FAQ Graphics Related

Graphics Related

What's a PDF file? Can I use an EPS file? What's the difference between Japanese Quark, and English Quark? In graphics, there are bound to be many questions you'll need answered in order to get a better feel for the project. Probably the most important question being, "How is this all going to work?" Well, in this area, we've put together questions related to the graphics side of things to get your started.

Q: What type of graphics files can you handle?

A: We can handle files from nearly all the top graphics applications available. This includes, but is not limited to: QuarkXPress, Adobe Illustrator, Adobe Photoshop, Adobe ImageReady, Adobe InDesign, Adobe Pagemaker, Adobe Acrobat, and more.

Q: What if I don't have the original electronic file, can we still proceed?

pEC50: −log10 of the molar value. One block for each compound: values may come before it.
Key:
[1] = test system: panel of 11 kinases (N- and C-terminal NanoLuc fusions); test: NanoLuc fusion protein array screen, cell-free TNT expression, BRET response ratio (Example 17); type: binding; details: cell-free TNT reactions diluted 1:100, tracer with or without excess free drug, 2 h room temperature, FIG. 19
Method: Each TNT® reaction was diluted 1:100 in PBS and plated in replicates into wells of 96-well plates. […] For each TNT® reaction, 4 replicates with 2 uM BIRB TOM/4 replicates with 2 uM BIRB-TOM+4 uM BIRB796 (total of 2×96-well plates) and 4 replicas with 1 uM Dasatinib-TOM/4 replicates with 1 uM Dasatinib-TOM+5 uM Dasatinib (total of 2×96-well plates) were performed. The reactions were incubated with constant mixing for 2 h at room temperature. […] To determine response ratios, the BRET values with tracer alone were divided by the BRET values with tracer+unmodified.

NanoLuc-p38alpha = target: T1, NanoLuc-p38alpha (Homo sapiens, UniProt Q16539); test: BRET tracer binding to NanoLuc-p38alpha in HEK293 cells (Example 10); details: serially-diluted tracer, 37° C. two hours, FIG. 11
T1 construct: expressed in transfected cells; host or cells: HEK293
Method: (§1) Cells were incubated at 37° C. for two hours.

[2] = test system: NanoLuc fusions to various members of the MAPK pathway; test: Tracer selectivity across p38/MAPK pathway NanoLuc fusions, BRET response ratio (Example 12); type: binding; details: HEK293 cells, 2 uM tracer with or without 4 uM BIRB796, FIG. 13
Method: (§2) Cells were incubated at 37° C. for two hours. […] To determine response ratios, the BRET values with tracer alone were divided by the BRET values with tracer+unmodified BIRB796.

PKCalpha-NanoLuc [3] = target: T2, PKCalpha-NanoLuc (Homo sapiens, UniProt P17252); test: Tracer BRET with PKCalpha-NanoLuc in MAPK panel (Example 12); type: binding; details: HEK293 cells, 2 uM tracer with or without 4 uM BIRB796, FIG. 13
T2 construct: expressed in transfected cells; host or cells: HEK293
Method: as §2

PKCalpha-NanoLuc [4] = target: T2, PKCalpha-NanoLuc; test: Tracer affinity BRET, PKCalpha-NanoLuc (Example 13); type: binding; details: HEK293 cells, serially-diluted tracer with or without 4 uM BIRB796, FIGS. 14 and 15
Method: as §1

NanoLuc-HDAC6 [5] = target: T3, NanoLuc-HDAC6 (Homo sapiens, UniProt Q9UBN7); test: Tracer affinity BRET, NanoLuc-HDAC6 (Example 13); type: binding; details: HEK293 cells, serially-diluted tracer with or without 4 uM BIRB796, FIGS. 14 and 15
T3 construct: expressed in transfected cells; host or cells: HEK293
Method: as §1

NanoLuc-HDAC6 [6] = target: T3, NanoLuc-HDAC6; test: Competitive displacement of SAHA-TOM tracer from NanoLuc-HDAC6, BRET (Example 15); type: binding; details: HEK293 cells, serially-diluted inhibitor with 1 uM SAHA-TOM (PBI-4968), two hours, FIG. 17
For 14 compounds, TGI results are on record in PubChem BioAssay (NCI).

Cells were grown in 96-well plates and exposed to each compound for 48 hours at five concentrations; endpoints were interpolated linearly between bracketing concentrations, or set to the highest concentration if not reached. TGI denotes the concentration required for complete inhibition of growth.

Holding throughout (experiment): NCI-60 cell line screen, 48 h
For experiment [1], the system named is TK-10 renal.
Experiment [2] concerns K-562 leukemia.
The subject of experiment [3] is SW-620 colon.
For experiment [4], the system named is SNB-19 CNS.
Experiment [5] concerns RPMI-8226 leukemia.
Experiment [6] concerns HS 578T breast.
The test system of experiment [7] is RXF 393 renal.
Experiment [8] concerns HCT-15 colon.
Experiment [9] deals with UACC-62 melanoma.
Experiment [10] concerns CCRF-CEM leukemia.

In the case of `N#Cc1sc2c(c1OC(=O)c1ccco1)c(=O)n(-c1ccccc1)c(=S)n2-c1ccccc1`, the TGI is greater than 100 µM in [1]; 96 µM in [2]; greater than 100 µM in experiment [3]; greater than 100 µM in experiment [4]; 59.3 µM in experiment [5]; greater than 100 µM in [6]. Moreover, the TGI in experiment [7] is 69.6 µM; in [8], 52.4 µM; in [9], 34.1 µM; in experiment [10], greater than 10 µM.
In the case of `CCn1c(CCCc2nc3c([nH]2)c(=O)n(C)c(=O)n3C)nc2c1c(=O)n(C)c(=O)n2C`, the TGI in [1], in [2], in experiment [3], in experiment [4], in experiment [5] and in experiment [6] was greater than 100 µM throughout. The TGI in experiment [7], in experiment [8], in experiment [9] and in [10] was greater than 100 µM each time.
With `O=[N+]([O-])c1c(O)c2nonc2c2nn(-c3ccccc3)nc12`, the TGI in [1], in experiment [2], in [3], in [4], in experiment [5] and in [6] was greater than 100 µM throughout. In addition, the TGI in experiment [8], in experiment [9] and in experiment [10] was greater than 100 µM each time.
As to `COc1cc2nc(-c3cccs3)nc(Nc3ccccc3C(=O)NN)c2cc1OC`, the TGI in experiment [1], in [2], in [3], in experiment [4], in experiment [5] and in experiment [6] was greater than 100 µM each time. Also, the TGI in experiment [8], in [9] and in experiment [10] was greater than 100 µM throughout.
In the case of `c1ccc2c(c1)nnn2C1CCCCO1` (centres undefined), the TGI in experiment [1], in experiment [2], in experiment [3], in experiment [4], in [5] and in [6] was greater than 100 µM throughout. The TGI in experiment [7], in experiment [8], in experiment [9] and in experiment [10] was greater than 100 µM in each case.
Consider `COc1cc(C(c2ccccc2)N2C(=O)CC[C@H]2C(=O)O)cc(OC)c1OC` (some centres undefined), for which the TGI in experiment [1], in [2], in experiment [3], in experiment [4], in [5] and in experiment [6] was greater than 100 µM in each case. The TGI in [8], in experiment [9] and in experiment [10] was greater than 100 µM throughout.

A: Yes. Original electronic files make it much easier to proceed with any project, however, even without them, a project can still go on.

Q: How exactly is the graphics side done?

A: Luna Concepts has a network of Graphics Professionals who are fluent in the latest graphics applications and necessary tools to complete your goals. When translated text is placed into a document, the work is then proofed and re-proofed by Native Language Specialists to ensure accuracy.

Q: I want to have my brochure localized into Japanese. How will I be able to work with Japanese characters in my document?